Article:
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I am unable to connect to mySQl db using pyodbc.

Here is a snippet of my script:

import pyodbc
import csv

cnxn = pyodbc.connect("DRIVER={MySQL ODBC 3.51 Driver}; SERVER=localhost;DATABASE=mydb; UID=root; PASSWORD=thatwouldbetelling;") 
crsr = cnxn.cursor()

with open('C:\\skunkworks\\archive\\data\\myfile.csv','r') as myfile:
    rows = csv.reader(myfile, delimiter=',', quotechar='"')
    for row in rows:
        insert_str = 'INSERT into raw_data VALUES(something, something)'
        print insert_str

I get this error at the pyodbc.connect() line:

pyodbc.Error: ('IM002', '[IM002] [Microsoft][ODBC Driver Manager] Data source name not found and no default driver specified (0) (SQLDriverConnectW)')

I have another question regarding this error (and Python scripts in general). When I run this as a script, it fails silently (I was expecting a stack trace). I have to type each line in manually to find where the error occured.

I am being a bit lazy for now (no exception handling) - is this normal behaviour of a Python script without exception handling to fail silently?


I am not using mysqldb because I am already using pyodbc to extract my data from another source (MS Access). Ok, not a good reason - but I am already grappling with pyodbc and I dont really fancy having to wrestle with another library/module/package(whatever its called in Python) for a "one off" job. I just want to move my data of from various data sources in the Windows environment to mySQl on Linux. once on Linux, I'll be back on terra firma.

That is the entire 'script' right there. I just saved the code above into a file with a .py extension, and I run python at the command line. I am running this on my XP machine

share|improve this question
Why aren't you using the mysqldb driver? – S.Lott Oct 20 '10 at 20:50
"When I run this as a script"? What did you actually do? Please provide some hint as to what you did. What OS? What Shell? – S.Lott Oct 20 '10 at 20:54
"I dont really fancy having to wrestle with another library/module/package(whatever its called in Python) for a "one off" job" That violates the Python world view. It seems that all we ever do is download new packages and wrestle with them. Using a package for it's intended purpose is important. pyodbc probably cannot connect to MySQL. Period. – S.Lott Oct 20 '10 at 21:14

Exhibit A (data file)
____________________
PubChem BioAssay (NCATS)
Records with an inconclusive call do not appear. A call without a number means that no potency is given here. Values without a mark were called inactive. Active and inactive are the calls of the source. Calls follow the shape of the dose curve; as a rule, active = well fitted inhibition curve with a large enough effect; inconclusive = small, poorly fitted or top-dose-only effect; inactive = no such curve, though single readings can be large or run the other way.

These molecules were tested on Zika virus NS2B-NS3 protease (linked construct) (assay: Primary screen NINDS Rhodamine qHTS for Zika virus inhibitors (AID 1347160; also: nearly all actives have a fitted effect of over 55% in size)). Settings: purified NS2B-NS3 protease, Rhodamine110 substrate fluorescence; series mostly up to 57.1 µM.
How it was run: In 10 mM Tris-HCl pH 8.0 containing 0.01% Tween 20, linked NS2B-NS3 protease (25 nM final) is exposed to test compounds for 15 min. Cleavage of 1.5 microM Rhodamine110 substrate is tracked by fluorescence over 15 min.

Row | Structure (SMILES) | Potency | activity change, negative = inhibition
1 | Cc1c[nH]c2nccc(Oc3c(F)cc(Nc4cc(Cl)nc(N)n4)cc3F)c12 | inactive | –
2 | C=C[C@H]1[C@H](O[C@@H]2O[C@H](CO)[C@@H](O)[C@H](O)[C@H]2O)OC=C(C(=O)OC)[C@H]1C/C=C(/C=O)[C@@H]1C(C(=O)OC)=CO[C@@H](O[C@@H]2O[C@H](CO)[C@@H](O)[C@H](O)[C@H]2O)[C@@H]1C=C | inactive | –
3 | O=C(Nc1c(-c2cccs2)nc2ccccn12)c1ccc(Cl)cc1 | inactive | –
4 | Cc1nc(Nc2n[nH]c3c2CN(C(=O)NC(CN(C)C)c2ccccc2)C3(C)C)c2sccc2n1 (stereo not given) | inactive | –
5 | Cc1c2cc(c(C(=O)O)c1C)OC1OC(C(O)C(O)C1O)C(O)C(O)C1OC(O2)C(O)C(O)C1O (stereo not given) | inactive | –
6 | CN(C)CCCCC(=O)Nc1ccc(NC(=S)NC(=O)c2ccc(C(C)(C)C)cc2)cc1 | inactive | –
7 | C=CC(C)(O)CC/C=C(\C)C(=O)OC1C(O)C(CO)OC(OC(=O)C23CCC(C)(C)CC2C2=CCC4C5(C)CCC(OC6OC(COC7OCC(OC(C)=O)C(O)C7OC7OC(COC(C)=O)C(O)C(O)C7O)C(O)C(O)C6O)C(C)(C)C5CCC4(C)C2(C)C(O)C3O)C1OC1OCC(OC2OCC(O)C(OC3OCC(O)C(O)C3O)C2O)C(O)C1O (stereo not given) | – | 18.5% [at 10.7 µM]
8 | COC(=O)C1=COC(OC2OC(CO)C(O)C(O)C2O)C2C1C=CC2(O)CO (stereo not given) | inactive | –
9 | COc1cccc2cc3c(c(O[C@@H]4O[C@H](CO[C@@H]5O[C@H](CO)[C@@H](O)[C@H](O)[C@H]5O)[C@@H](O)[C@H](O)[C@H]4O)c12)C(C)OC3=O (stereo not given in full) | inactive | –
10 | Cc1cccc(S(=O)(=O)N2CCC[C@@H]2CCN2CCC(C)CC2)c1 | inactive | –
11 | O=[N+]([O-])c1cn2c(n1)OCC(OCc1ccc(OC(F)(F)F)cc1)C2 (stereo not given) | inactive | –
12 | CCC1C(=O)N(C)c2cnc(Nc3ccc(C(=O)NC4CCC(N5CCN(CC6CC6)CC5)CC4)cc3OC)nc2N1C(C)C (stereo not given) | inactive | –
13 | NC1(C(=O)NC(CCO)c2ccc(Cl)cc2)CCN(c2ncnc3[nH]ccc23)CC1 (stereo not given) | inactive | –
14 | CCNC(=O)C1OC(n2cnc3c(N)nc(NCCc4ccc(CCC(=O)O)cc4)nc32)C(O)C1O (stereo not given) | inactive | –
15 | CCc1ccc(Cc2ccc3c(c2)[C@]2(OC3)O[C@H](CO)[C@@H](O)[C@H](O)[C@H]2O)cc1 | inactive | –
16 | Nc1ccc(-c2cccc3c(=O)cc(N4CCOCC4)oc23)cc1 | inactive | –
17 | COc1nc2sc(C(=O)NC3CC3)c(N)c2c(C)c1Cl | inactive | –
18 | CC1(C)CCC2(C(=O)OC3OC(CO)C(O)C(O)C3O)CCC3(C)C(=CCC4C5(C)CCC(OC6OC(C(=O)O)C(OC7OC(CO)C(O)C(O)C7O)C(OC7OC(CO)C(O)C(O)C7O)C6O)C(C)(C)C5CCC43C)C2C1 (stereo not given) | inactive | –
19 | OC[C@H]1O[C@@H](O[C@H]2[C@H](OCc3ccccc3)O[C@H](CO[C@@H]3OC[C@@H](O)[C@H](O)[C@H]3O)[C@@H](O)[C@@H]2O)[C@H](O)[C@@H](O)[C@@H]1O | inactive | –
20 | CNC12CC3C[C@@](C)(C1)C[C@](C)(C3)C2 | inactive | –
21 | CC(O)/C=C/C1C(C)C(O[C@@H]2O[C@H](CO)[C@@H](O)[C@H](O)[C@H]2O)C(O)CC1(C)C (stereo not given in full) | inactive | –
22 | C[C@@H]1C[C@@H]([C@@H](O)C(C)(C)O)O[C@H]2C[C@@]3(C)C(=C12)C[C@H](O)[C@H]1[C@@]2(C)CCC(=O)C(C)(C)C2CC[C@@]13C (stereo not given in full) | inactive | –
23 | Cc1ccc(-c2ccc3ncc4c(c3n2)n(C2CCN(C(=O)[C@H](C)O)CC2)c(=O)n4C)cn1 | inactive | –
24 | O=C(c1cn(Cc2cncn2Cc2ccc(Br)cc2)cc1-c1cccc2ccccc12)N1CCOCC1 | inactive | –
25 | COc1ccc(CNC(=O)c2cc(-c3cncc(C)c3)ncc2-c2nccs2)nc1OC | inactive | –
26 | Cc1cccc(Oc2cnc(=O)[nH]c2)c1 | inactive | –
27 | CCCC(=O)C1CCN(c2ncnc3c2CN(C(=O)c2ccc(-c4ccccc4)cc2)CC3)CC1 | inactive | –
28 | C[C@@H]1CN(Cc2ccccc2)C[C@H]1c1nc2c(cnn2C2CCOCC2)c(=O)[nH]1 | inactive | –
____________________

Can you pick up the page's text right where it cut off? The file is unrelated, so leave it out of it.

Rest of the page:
S.Lott: Erm, not particularly interested in your philosophy/POV. I've had a long day trying to shift data from one machine to another. At the moment, I'm only interested in hearing solutions of how to solve the problem at hand. If you don't have a solution, please stfu already - youre not helping. – skyeagle Oct 20 '10 at 21:23
"Using a package for it's intended purpose is important". You can also STFU if you're unwilling to read. Your question is made more complicated by failing to search. for example, may help. Or you can feel free to continue to complain. – S.Lott Oct 20 '10 at 22:54

First, According to the official docs, if you want to connect without creating a DSN, you need to specify OPTION=3 in the connection string:

ConnectionString = "DRIVER={MySQL ODBC 3.51 Driver};SERVER=localhost;DATABASE=test;USER=venu;PASSWORD=venu;OPTION=3;"

If that fails to work, I'd further troubleshoot by creating a DSN.

Second, no Python should not be failing silently. If that is the case when you run your script, there is something else amiss.

share|improve this answer
For some strange reason, I'm getting the stack trace now at the console. Script still dosent work with the [modified] connection string you suggested. I found a solution though. I have installed MySQLdb on my Linux machine, so I will simply copy my csv file onto my Linux machine and do the data import on my Linux machine :( – skyeagle Oct 20 '10 at 21:36

only need install mysql-connector-odbc-3.51.28-win32.msi.

and pyodbc-2.1.7.win32-py2.7.exe.

of course, you have ready installed MySQL and python 2.7.


import pyodbc

cndBase = pyodbc.connect("DRIVER={MySQL ODBC 3.51 Driver}; SERVER=localhost; PORT=3306;DATABASE=nameDBase; UID=root; PASSWORD=12345;") 
ptdBase = cndBase.cursor()

query_str = 'SELECT* FROM nameTabla;'
rows  = dBase.execute(query_str)

for rw in rows:
    print list(rw)`enter code here`
share|improve this answer
'dBase' is not defined. Do you mean 'ptdBase'? – Charles Plager May 25 at 15:59

MySQLdb (or oursql) and pyodbc both have the same interface (DB-API 2), only you don't have to deal with ODBC's issues if you use the former. I strongly recommend you consider using MySQLdb (or oursql) instead.

share|improve this answer
MySQLdb dosen't install on Windows. Author pretty much accepts that its broken/unsupported on Windows. – skyeagle Oct 20 '10 at 21:20
I did mention another option. – Ignacio Vazquez-Abrams Oct 20 '10 at 21:21

I had this same mistake so I went over all the version I was using for the connection. This is what I found out:

For Python 2.7 32 bits: - pyodbc must be 32bits - the DB Driver must be 32bits. (Microsoft Access should be 32 bits too)

For those who use the 64 bits version. You should check that everything is 64 bits too.

In my case I was trying to connecto to an Oracle DB and Microsoft Access DB so I had to make the following components match the architechture version:

  • pyodbc (MS Access)
  • python
  • cx_Oracle (Oracle dialect for SQLalchemy)
  • Oracle instantclient basic (Oracle. Do not forget to create the environment variable)
  • py2exe (Making the excecutable app)
share|improve this answer

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